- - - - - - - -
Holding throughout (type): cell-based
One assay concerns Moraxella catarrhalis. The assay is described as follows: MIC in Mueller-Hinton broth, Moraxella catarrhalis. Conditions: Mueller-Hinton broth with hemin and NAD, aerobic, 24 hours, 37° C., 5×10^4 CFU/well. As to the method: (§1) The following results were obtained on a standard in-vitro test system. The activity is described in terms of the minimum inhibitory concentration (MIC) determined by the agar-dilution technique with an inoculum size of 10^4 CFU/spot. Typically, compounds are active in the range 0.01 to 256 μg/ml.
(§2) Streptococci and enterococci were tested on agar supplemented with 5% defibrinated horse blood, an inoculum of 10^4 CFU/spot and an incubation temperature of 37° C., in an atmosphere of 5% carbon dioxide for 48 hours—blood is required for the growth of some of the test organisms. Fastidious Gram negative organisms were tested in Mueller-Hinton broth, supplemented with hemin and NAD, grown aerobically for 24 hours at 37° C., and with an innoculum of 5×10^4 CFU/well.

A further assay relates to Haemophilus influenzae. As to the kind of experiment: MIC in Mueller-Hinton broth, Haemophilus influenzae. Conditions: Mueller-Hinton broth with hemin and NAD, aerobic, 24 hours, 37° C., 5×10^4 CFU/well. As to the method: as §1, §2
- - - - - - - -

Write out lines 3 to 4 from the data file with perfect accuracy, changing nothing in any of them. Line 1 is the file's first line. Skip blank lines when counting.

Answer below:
(§2) Streptococci and enterococci were tested on agar supplemented with 5% defibrinated horse blood, an inoculum of 10^4 CFU/spot and an incubation temperature of 37° C., in an atmosphere of 5% carbon dioxide for 48 hours—blood is required for the growth of some of the test organisms. Fastidious Gram negative organisms were tested in Mueller-Hinton broth, supplemented with hemin and NAD, grown aerobically for 24 hours at 37° C., and with an innoculum of 5×10^4 CFU/well.

A further assay relates to Haemophilus influenzae. As to the kind of experiment: MIC in Mueller-Hinton broth, Haemophilus influenzae. Conditions: Mueller-Hinton broth with hemin and NAD, aerobic, 24 hours, 37° C., 5×10^4 CFU/well. As to the method: as §1, §2